All the teams came in and after they did, Roundman went over to KK.
I never knew Roundman’s real name, nor did anyone else. We didn’t have to – his nickname said it all. He was medium height, as round as he was tall, and all of it was rock-hard muscle. He was arguably the strongest kid in Great Lakes. He was half-Dutch, half-Puerto Rican and was always upbeat and pleasant, and never lost his temper. Or at least he’d never lost his temper till now, because after talking a bit to KK he yelled something that sounded like “Bluto.” He followed that by a string of Spanish which ended in “…tu madre.”
KK faked left, faked right, and sprinted over to us.
“Robbie,” he gasped, “you gotta help me.”
“Lemme guess,” said Robbie. You bet Roundman you could beat him with your arm behind your back, you lost, and now you’re not paying up.”
“How’d you know?” said KK, genuinely puzzled.
“Because that’s exactly the dumb-ass move I figured you’d pull.”
“You’re right,” said KK, pleading. “But help me, willya. Please.”
He was clearly on the verge of tears.
“You’re not only a dumb-ass,” said Robbie, “but you’re a pathetic one as well.”
Then he turned and walked over to Roundman. They talked for a while, then Roundman’s scowl was replaced by a big smile. After that, they shook hands, then Robbie came back.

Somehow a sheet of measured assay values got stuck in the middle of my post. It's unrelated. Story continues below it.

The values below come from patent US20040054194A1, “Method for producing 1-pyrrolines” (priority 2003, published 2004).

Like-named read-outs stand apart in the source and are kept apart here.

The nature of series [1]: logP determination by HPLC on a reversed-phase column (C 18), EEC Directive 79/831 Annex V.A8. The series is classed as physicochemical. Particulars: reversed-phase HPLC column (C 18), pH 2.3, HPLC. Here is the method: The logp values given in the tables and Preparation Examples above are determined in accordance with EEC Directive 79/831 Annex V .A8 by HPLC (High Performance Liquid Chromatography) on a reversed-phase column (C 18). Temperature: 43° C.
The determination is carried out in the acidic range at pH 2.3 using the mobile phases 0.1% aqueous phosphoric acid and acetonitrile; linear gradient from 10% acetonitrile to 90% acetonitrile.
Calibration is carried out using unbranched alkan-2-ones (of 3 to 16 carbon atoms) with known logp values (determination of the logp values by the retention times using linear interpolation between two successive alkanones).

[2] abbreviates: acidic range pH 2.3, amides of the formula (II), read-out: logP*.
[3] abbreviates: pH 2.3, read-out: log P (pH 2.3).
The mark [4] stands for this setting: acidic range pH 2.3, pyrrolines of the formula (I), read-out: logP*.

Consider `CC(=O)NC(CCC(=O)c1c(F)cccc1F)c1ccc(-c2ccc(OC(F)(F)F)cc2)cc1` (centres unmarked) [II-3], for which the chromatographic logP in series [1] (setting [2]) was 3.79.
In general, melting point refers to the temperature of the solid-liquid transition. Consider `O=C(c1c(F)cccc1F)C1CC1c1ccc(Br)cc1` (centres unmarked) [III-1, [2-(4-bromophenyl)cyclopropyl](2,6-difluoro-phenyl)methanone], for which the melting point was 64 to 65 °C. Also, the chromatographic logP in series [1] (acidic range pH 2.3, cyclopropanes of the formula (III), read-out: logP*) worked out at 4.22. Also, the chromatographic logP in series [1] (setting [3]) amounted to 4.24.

“So what’s the deal?” said KK.
“Just this,” said Robbie. “Since we get all our boot camp pay next week, I told Roundman you’d give him twice what you owed him, and he agreed.”
“And what if I don’t wanna do that?” said KK, his braggadocio returning.
“Funny,” said Robbie. “I asked him that.”
“And what’d he say,” said KK.
“He said if you didn’t, that’ was OK,” said Robbie.
“He did?” said KK. “Really?”
“Yep,” said Robbie. “But if you didn’t, he said he was gonna stomp the living snot out of you.”
“What’d you say to that?” said KK.
“I told him that if you stiffed him and he stomped you, then the least I could do was lend a helping hand,” said Robbie. Then he added, “And two feet.”
The whole situation resolved in a happy ending all around.
Roundman got twice as much as his original stake.
KK got to live for — and screw up — another day.
And I got the best deal of all — another sea story for my rapidly-growing collection.